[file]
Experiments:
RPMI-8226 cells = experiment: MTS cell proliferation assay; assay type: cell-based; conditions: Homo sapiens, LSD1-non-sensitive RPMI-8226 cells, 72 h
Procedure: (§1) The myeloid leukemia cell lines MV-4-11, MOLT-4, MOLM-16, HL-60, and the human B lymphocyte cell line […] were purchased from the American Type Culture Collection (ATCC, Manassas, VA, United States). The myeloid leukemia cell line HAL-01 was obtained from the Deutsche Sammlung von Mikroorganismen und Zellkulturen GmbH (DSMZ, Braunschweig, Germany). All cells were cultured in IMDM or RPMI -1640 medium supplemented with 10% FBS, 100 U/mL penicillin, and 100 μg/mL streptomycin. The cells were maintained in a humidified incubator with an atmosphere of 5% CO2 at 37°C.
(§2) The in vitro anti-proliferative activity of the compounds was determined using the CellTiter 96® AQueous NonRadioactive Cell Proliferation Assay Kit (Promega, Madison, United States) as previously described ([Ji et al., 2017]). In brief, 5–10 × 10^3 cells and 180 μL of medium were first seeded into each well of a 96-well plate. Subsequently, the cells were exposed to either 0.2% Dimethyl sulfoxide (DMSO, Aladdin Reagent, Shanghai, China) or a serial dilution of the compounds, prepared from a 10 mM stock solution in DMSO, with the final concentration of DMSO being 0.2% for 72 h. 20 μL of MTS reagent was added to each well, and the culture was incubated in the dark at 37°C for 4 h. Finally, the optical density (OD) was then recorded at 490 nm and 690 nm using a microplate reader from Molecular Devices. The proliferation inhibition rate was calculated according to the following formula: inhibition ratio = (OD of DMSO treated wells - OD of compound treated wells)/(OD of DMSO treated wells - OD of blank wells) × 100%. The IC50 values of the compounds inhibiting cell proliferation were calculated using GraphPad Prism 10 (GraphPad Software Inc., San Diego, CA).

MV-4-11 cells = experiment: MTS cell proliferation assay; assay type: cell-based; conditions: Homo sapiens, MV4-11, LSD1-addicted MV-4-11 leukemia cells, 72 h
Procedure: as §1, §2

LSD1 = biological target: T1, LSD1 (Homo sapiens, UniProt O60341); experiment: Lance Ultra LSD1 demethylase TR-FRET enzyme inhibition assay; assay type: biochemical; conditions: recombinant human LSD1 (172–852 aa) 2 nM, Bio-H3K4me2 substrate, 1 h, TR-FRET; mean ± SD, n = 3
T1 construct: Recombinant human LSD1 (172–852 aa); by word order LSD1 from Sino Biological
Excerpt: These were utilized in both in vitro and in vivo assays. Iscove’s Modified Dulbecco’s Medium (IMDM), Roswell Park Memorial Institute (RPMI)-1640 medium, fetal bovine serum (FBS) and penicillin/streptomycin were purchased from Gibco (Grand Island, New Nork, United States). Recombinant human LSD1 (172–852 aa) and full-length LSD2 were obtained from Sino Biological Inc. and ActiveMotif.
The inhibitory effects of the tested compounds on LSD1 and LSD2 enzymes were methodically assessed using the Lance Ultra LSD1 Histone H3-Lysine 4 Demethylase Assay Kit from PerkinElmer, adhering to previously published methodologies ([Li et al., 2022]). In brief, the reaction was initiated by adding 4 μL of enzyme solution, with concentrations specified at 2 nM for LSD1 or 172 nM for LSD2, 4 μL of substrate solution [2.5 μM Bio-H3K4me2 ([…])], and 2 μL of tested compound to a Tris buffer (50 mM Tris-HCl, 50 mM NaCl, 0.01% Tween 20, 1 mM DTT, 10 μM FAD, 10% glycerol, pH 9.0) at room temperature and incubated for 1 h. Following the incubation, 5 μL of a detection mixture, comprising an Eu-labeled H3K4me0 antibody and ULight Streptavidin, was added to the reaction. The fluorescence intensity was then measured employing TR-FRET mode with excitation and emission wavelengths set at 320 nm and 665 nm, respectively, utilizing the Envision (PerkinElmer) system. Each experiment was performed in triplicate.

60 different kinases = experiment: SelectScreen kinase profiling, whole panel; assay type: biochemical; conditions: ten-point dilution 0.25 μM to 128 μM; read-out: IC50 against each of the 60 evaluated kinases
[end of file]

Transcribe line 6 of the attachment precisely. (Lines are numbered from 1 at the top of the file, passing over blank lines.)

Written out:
Procedure: as §1, §2